Showing posts with label bollinger-bands-explained. Show all posts
Showing posts with label bollinger-bands-explained. Show all posts

BOLLINGER BANDS

BOLLINGER BANDS

 BOLLINGER BANDS


Bollinger Bands is a technical analysis tool invented by John Bollinger in the 1980s. Having evolved from the   concept of trading bands, Bollinger Bands can be used to measure the highness or lowness of the price relative to previous trades. It consists of a 20 period simple moving average with upper and lower bands. The upper band is 2 standard deviation above the moving average and similarly lower band is 2 standard deviation below the moving average. This makes these bands more dynamic and adaptive to volatility.


Interpretation of Bollinger Bands :


Mr. John Bollinger described following important interpretation of Bollinger bands in projecting price trends.
1.Big move in price is witnessed on either side when bands tightens/contracts as volatility lessens.
2. The upper band act as area of resistance and lower band act as area of support.
3. When prices move outside the band, it signifies breakout, hence continuation of the trend.
4.Bottoms and tops made outside the band, followed by tops and bottoms made inside the band suggests reversal of the trend.


Calculation of Bollinger Bands :

 
 BOLLINGER BANDS

The purpose of Bollinger Bands is to provide a relative definition of high and low. By definition, prices are high at the upper band and low at the lower band. This definition can aid in rigorous pattern recognition and is useful in comparing price action to the action of indicators to arrive at systematic trading decisions. 


Indicators derived from Bollinger Bands :

 

The use of Bollinger Bands varies widely among traders. Some traders buy when price touches the lower Bollinger Band and exit when price touches the moving average in the center of the bands. Other traders buy when price breaks above the upper Bollinger Band or sell when price falls below the lower Bollinger Band.  Moreover, the use of Bollinger Bands is not confined to stock traders; options traders, most notably implied volatility traders, often sell options when Bollinger Bands are historically far apart or buy options when the Bollinger Bands are historically close together, in both instances, expecting volatility to revert back towards the average historical volatility level for the stock.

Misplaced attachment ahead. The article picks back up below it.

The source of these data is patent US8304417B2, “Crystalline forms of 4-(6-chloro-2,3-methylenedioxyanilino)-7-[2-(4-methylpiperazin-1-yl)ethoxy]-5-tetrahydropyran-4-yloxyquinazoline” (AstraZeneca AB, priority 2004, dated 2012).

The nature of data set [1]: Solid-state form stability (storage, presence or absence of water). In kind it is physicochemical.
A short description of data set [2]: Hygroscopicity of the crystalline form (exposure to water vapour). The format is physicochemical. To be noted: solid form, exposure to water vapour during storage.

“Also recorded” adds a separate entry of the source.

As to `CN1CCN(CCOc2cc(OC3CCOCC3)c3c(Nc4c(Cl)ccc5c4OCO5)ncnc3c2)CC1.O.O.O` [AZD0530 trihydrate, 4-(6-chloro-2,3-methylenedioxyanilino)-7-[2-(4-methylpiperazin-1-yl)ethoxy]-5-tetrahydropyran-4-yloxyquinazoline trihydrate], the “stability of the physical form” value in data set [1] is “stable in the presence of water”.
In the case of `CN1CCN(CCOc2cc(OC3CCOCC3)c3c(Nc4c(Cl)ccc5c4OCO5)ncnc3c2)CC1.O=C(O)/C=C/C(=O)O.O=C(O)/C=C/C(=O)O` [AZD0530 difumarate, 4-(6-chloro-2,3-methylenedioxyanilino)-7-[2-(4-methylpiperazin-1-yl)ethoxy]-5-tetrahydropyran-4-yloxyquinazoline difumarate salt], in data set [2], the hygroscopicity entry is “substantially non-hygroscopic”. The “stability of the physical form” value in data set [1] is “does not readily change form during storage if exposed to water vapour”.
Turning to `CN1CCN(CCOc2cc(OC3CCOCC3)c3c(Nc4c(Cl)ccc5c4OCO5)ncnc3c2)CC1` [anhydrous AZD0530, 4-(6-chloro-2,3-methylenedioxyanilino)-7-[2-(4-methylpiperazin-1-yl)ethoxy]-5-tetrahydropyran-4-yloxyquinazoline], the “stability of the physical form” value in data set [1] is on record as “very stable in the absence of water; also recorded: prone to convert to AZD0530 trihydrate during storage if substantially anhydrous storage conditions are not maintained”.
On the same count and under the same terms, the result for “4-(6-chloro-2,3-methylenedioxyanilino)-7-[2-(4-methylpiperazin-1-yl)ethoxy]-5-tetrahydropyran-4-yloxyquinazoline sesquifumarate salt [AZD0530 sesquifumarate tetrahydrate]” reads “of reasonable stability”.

When the bands lie close together a period of low volatility in stock price is indicated. When they are far apart a period of high volatility in price is indicated. When the bands have only a slight slope and lie approximately parallel
for an extended time the price of a stock will be found to oscillate up and down between the bands as though in a channel.



 BOLLINGER BANDS

Traders are often inclined to use Bollinger Bands with other indicators to see if there is confirmation. In particular, the use of an oscillator like Bollinger Bands will often be coupled with a non-oscillator indicator like chart patterns or a trendline; if these indicators confirm the recommendation of the Bollinger Bands, the trader will have greater evidence that what the bands forecast is correct.

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